They took their name from an old Little Feat song which should give you a clue about where they’re coming from. Except that Ben Tunningley, Gaby Szabo and Lyle Zimmerman are from London and their brand of Americana has an unmistakably English edge. There’s a feel to the songwriting on their debut album, Contents May Settle, that is different from the way actual Americans do it.
Gaby’s lead vocals have a bluesy tinge and her harmonica is as authentic as you could wish for but Ben can’t really bring himself to assume a drawl even on a song like ‘Slide, Charlie Brown’ which I guess is about a desert road trip remembered way down the line. It’s good song and I really like the Peanuts reference. Apart from the harmonica, Ragtop Down are essentially a string band although producer Roger Askew adds atmospheric textures when necessary. Over guitars we have mandola, mandolin, cittern and bouzouki and three voices in harmony – I want to say that there is something of The Byrds about them, but that’s not right even with the instrumental jingle-jangle.
The opening track, ‘Fallout Girl’, is excellent with some witty lines. Its protagonist is the girl who just gets the oversight but hangs on picking up the pieces of her man every time her rival destroys him. ‘Black Rose Hill’ is another top track with a sense of tragedy about it that is almost unnerving. I have to say, though, that the best songs here are a co-write and a cover simply because they have a extra feel of authenticity. The co-write is ‘Carry On Cowgirl’ with Anna Robinson, who I presume to be the New Zealand singer/songwriter, and is very good but even better is the closing ‘Fear Of Trains’ by Stephin Merritt of The Magnetic Fields. It’s a cracking song and I’m ashamed to say that I hadn’t heard it before. Thanks for that, guys.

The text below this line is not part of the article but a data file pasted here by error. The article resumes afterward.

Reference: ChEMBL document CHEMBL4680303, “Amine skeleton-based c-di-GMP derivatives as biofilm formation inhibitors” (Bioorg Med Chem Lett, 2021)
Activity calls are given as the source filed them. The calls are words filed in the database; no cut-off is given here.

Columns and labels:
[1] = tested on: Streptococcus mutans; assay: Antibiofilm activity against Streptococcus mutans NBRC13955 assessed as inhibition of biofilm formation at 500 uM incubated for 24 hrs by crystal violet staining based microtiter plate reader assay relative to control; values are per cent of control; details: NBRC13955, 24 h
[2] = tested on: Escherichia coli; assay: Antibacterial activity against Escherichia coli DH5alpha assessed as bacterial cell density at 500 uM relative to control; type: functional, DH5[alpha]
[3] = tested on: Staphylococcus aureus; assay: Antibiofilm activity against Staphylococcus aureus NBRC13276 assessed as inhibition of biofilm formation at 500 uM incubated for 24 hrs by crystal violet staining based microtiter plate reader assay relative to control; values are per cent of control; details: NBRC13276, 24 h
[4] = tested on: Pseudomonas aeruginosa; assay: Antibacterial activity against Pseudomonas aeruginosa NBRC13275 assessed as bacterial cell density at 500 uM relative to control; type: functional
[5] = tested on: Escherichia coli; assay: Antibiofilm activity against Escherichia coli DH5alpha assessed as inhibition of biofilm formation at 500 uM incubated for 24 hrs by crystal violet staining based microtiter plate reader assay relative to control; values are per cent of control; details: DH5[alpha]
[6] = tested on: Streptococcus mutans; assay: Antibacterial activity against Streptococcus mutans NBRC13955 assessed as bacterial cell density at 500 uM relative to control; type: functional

A couple of times through Contents May Settle and I was nicely hooked. It really does need an open road and the rag top down, though.
Artists’ website: www.ragtopdown.com
‘This Ain’t One’ – live: